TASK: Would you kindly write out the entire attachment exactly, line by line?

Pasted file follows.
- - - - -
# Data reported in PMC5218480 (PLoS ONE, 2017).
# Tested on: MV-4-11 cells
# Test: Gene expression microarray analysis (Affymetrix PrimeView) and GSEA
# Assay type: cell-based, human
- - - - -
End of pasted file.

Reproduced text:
# Data reported in PMC5218480 (PLoS ONE, 2017).
# Tested on: MV-4-11 cells
# Test: Gene expression microarray analysis (Affymetrix PrimeView) and GSEA
# Assay type: cell-based, human